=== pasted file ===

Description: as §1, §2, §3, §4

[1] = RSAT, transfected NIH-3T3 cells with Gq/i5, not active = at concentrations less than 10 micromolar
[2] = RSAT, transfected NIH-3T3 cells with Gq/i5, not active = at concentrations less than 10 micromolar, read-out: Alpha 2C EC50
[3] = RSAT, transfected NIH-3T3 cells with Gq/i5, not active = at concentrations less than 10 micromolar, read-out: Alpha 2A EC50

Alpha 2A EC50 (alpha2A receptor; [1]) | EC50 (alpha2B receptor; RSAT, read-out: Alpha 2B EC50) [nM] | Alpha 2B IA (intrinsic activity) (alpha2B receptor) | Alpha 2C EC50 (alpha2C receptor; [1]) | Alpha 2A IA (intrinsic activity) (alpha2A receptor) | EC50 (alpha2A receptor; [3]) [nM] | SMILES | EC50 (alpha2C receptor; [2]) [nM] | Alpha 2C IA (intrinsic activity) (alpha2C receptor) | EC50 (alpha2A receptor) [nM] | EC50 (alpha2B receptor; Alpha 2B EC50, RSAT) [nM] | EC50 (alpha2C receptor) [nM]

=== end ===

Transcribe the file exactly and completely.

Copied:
Description: as §1, §2, §3, §4

[1] = RSAT, transfected NIH-3T3 cells with Gq/i5, not active = at concentrations less than 10 micromolar
[2] = RSAT, transfected NIH-3T3 cells with Gq/i5, not active = at concentrations less than 10 micromolar, read-out: Alpha 2C EC50
[3] = RSAT, transfected NIH-3T3 cells with Gq/i5, not active = at concentrations less than 10 micromolar, read-out: Alpha 2A EC50

Alpha 2A EC50 (alpha2A receptor; [1]) | EC50 (alpha2B receptor; RSAT, read-out: Alpha 2B EC50) [nM] | Alpha 2B IA (intrinsic activity) (alpha2B receptor) | Alpha 2C EC50 (alpha2C receptor; [1]) | Alpha 2A IA (intrinsic activity) (alpha2A receptor) | EC50 (alpha2A receptor; [3]) [nM] | SMILES | EC50 (alpha2C receptor; [2]) [nM] | Alpha 2C IA (intrinsic activity) (alpha2C receptor) | EC50 (alpha2A receptor) [nM] | EC50 (alpha2B receptor; Alpha 2B EC50, RSAT) [nM] | EC50 (alpha2C receptor) [nM]